Research and our own experience show that whilst those working in defence are typically well positioned to help better understand how human trafficking manifests itself in conflict, they do not fully understand what human trafficking truly entails and/or what their role is vis-à-vis that crime. Acknowledging this gap, Royal Marines Commandos invited Trilateral Research to deliver training on human trafficking awareness. The aim? Improving understanding of human trafficking and how it fits into the broader puzzle of human security.
Why is this important? From both a theoretical and operational perspective, human security aims to address complex situations, one of which is human trafficking. Human trafficking is embedded in the very fabric of the contemporary landscape of conflict and instability. It is not only a threat multiplier in providing additional financial and human resources to malicious actors, but it also undermines the personal safety and security of populations, which in turns feeds the cycles of exploitation and human suffering that we see in much of the world. It can be said that if you don’t think you interact with human trafficking then you aren’t looking. Many military personnel don’t have to look very far to see the crime when deployed. A child soldier, a forced bride, there are examples everywhere.
Establishing the military as a force for good
Human trafficking is an important indicator in areas of insecurity; for the military, identifying trafficking routes generally leads to illicit networks including, sexual exploitation, arms smuggling, drug smuggling, and cultural property smuggling, all of which ultimately lead to the financing of violent extremist organisations. Disrupting the former impacts the latter in an indirect manner. This process requires thinking beyond the enemy, providing a framework of thinking that focuses on individual insecurity and understanding vulnerability as a networked process where the aim is to break the dependency between the target and the perpetrator. Individually, it is also about understanding how their own actions may lead to a capital demand and exploitation of people as a commodity. As well as having a conceptual and moral importance, reputationally, understanding human trafficking becomes important in establishing the military as a force for good. An ever-closing relationship between military deployments, Private Military Contractors, and in country contracted commercial logistical support does not negate the moral legal and ethical responsibility of the military to ensure that actions and activity do not have a negative impact on the population.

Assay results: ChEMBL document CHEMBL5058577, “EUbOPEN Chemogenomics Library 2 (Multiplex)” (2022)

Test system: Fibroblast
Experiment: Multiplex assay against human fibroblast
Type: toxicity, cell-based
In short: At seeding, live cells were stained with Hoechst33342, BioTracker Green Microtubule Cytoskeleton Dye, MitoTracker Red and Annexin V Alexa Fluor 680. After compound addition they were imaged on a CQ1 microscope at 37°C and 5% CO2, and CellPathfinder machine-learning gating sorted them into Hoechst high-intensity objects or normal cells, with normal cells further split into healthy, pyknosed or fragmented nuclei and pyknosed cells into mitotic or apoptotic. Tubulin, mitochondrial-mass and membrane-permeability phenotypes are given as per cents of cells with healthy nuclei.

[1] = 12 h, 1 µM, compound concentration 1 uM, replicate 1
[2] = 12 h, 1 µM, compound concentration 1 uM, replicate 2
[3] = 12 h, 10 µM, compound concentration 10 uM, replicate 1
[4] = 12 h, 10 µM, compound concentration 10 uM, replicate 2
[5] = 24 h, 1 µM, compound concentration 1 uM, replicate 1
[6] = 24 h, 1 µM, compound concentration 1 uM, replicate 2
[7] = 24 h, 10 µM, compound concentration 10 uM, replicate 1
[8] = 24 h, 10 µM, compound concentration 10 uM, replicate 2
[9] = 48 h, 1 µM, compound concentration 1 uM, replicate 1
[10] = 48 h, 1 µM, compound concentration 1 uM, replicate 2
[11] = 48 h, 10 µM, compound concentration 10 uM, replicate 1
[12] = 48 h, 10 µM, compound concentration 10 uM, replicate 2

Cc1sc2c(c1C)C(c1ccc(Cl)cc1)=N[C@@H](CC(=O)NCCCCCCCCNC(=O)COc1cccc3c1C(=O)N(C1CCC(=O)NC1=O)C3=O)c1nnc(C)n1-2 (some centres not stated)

But how do you build innovative and resourceful responses to the series of human insecurities, such as human trafficking, in a complex system made up of multiple actors with activities that are happening simultaneously and often spontaneously. You have to begin with training.
Training the Royal Marines on Human Trafficking
Trilateral’s method of delivery relied on humanistic approaches to education, whereby as trainers we transmitted knowledge to enhance awareness about human trafficking but more importantly encouraged mutual participation and an exchange of experiences. As facilitators we also became participant learners and together with those in attendance embarked on an exciting quest of understanding where Royal Marines see human trafficking and what they can do about it. What became apparent here was the complexity of the environments in which Royal Marines operate. Was the group of “brothers” rescued from Mediterranean really a family or were they being trafficked by the “oldest brother”? Was the young girl crying because she’d lost her parents after the cyclone really with her “uncle” or was he a trafficker? We looked at real life examples and learnt as much from the participants and their stories from the field, as they did from us. Following on from the course, the attendees refined their perception of the prevalence of human trafficking in conflict.
Following the advice of Carl Rogers, a renowned American psychologist and education, we encourage participants in all trainings we deliver to continue to seek knowledge and adapt to change in their environment.
This blog post was co-authored by Lt Col Leon Marshall RM, Toby Fenton and Dr Julia Muraszkiewicz.
For more information contact our team.